To water my trees, I water the trees thoroughly for ten seconds, leaving them for a minute and then returning and watering them for another ten seconds. This ensures that they have received a good amount of water. However, if it’s a very hot day, then I may water more than once a day or leave some trees sitting in water, such as wisteria.
If it is a very hot day some of the more sensitive trees, which can be burnt easier, should be moved into partial shade. Intense hot sun can damage the leaves.
Fertilizing any bonsai tree is a critical process to ensure they survive and can put on a good amount of growth. Your bonsai tree won’t be able to get nutrients from anywhere else due to it being in a small pot, so you need to fertilize it regularly in the growing season.
With spruce, this should be done every 7-10 days in the growing season with a balanced fertilizer. You can use essentially any fertilizer, but many people opt for brands such as Naruko or Biogold. When buying fertilizer, you should check the NPK (Nitrogen, Phosphorous, Potassium) ratios, ensuring that it’s correct for what you want.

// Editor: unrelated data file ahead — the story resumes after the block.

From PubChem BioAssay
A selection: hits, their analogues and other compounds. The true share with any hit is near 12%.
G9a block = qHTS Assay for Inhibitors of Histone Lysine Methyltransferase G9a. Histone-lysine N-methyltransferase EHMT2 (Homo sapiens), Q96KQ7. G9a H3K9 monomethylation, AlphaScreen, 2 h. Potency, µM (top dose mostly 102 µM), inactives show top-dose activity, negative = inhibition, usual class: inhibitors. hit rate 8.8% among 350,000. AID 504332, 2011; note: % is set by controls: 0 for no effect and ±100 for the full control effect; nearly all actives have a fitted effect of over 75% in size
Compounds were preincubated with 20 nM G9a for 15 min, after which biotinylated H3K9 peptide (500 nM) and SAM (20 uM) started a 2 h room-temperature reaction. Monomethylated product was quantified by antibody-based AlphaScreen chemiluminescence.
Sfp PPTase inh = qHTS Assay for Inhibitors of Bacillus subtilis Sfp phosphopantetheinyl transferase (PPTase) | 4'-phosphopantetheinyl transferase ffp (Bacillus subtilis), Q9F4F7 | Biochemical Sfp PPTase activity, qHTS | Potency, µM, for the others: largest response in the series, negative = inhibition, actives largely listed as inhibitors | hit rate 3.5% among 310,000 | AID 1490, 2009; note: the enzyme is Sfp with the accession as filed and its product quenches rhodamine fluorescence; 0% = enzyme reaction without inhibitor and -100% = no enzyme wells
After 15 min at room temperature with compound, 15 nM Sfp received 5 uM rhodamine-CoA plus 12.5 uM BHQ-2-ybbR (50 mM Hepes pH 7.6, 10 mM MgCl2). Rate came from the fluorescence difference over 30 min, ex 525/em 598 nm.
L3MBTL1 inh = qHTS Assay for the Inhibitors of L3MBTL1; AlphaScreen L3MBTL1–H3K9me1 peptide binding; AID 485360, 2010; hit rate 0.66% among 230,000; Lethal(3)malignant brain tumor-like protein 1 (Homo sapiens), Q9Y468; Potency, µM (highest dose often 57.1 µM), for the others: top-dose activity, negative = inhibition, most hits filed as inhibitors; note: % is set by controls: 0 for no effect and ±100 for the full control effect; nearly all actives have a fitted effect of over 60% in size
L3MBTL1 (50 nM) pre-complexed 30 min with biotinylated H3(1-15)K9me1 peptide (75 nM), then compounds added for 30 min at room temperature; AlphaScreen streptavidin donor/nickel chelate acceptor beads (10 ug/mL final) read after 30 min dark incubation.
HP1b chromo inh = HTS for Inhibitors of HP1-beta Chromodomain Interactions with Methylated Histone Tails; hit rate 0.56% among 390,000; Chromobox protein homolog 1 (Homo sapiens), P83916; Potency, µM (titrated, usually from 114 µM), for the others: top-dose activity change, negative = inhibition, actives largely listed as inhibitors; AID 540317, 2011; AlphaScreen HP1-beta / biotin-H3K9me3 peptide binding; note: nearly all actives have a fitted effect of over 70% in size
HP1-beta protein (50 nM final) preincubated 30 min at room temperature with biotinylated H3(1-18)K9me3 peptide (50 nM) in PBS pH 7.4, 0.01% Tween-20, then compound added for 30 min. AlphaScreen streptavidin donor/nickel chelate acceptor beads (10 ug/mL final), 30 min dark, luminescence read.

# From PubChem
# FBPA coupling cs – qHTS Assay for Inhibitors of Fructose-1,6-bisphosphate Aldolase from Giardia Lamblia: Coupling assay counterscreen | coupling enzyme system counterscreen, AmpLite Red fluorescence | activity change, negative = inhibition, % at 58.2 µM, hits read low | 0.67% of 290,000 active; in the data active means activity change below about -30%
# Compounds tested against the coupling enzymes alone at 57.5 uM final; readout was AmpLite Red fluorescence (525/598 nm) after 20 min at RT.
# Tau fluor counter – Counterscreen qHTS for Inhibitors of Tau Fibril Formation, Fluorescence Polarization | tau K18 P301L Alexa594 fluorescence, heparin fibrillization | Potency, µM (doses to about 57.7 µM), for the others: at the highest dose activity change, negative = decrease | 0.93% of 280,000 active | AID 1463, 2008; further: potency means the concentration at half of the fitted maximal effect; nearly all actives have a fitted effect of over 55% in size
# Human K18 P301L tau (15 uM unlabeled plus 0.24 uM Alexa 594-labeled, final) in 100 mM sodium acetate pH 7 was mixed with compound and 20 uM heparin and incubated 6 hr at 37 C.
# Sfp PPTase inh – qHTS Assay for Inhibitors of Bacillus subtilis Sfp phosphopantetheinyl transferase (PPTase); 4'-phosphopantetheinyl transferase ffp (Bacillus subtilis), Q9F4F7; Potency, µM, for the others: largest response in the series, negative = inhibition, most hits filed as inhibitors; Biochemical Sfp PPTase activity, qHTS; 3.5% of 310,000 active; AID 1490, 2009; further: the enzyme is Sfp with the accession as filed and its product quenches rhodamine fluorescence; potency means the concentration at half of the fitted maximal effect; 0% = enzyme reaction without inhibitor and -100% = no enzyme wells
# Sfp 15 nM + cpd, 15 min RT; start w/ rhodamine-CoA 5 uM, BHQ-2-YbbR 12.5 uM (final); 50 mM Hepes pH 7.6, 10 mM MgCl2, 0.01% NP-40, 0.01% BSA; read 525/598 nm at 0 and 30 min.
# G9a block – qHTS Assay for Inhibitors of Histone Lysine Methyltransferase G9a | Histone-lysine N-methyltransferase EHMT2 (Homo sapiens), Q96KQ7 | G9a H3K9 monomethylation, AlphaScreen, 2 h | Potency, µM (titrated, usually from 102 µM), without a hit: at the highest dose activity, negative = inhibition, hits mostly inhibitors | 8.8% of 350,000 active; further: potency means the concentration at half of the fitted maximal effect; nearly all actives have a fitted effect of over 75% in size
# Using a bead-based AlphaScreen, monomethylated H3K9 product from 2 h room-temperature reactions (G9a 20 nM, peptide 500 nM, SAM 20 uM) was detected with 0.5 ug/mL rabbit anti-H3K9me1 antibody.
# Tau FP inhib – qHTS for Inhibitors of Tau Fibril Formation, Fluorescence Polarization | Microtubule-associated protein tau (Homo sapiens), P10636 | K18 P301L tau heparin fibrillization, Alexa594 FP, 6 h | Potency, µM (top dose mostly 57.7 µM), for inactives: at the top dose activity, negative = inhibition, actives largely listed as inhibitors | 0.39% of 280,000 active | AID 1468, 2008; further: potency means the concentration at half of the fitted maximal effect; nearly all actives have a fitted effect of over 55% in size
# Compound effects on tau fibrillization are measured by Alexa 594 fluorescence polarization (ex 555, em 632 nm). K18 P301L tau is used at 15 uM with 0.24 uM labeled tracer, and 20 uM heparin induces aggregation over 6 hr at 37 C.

Nitrogen drives growth in the tree, phosphorous helps with the formation of fruit and flower buds, and potassium helps in vital processes such as water transport in the tree. As the growing season comes to an end, you should lower the amount of nitrogen you are using, as this will push out soft growth, which may die from the frost a lot easier.
If you don’t want to fertilize as much, you can use a pellet-based fertilizer instead. Place a pellet of the fertilizer on the top of the soil around every 1-2 months and water it.
Dwarf Alberta spruce will enjoy the fertilizer procedure above, however they can also benefit from leaf feeding. Fertilizers that contain iron and chelates are the best type to use when leaf feeding spruce.
Spruce have different growth habits compared to other trees – they have pretty whorled growth, which means this can cause many of their branches to come out of the same point on the tree. This means that you should only keep around one branch per whorl.
With spruces, you should pinch the shoots in spring when they are soft. You can do this by grabbing the shoot between your thumb and index finger and pulling it. It should snap at its weakest point. Longer branches should be shortened back to small twigs near the trunk.
Due to spruce’s not back budding frequently, you should be careful with what branches you take off. It would be best to leave needles on branches you want to keep. Back budding is where shoots appear on older wood away from active growing areas, this can be good if you are trying to develop a branch in a certain position.